Step away from the hair dye isle! While permanent dye has been the norm in hair coloring for decades, picking the right shade and keeping it looking gorgeous is a much more involved process than you think. It’s a good thing our expert colorist, Hairstory’s Roxie Darling is here to school us in part 4 of our hair color series.
“Permanent dye, when mixed with an activator, actually opens up the hair cuticle, allowing the pigment that’s in the dye to go into the hair shaft to change and manipulate the color of the hair, adding pigment that wasn’t there previously,” says Roxie. She tells us it’s also the best option for grey hair, because it restores pigment back into the hair cuticle, as opposed to just sitting on top. It’s also the longest lasting color that can be used on the hair.
Though 6 weeks is the standard, that actually only covers the time when the hair color is most saturated. “Because of the higher ammonia content, the pigment in permanent dye tends to oxidize faster than when you’re using a toner,” Roxie explains. “After 6 weeks, the hair has been exposed to the environment as well as getting washed and heat styled, causing the pigment to fade. A vibrant copper might dull down a bit after 6 weeks. or a brunette shade can look flat after that time.” Roxie also tells us to bear in mind regrowth maintenance– if roots aren’t your thing, you’ll be touching them up a lot.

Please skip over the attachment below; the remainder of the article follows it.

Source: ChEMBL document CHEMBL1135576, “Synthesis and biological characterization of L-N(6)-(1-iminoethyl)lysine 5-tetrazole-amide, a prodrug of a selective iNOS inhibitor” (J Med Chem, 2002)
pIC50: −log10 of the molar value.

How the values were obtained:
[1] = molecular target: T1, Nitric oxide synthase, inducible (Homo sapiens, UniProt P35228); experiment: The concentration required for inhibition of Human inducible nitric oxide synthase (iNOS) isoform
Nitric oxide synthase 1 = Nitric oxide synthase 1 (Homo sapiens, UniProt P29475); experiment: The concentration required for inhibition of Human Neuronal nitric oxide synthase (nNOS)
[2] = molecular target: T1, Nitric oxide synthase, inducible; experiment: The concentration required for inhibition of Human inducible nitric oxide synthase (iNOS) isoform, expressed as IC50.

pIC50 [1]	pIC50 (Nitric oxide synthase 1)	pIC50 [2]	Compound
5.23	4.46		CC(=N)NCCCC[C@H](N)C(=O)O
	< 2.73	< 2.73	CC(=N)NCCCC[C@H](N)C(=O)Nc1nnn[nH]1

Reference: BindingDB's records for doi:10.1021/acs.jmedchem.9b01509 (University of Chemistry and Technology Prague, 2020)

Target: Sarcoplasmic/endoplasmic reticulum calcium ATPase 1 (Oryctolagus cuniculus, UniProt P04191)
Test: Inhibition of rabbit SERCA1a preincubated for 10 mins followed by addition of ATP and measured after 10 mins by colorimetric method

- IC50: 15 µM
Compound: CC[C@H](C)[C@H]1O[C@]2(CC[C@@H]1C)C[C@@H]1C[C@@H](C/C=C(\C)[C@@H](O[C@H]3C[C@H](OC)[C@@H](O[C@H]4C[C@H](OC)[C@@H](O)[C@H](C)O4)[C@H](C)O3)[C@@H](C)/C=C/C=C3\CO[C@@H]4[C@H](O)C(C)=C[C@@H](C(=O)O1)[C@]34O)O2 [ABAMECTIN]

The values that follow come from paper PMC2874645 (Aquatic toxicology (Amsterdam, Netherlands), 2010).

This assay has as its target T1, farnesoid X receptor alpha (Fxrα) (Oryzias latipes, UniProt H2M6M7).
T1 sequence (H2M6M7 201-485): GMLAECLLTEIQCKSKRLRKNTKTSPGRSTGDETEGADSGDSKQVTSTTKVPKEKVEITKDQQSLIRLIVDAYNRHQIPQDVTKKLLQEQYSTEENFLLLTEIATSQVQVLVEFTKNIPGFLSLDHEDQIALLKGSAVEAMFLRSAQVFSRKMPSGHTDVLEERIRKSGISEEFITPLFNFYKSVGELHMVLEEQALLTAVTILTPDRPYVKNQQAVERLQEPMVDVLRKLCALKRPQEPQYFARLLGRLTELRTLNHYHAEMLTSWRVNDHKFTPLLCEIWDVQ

Any readers who dye their locks vivid shades including pink, green, or blue on the regular, have surely wished for a permanent option that doesn’t require a bi-weekly touch up. However, there are a couple reasons we haven’t seen this hit the market. “In order to achieve a rainbow shade of hair, you have to remove all pigment from the cuticle first. Otherwise, if you were to put say, blue dye on natural brown hair, the blue would just neutralize the orange pigment in the brown instead of showing up looking the way you were hoping. If you want those colors to show up you have to remove the natural pigment beforehand.” Because a permanent dye on top of bleached hair is a fast way to damage your locks, and blending a non neutral with a neutral will only create a murky shade, it helps us to understand why we still have a long way to go before we can buy candy-colored shades that work the way permanents do.
“Box dye is typically not as strong as what you get at the salon meaning, the pigment isn’t as dense or as rich,” Roxie tells us. Salon jobs are also tailor-made. “When you go to a salon, the colorist will formulate specifically for your hair color and texture, but when you buy a box dye, you’re just getting some commercial thing that’s been created by these companies to try and give you something that you want. At a salon you get a custom formulation that’s right for you”.
“Commitment is key,” says Roxie, “If you want to change your hair, be aware that it’s a chemical process and we can only control it so much in the weeks that follow. By using a non-detergent shampoo (Hairstory recommends Purely Perfect Cleansing Creme) there’s nothing removing the artificial pigment when you wash.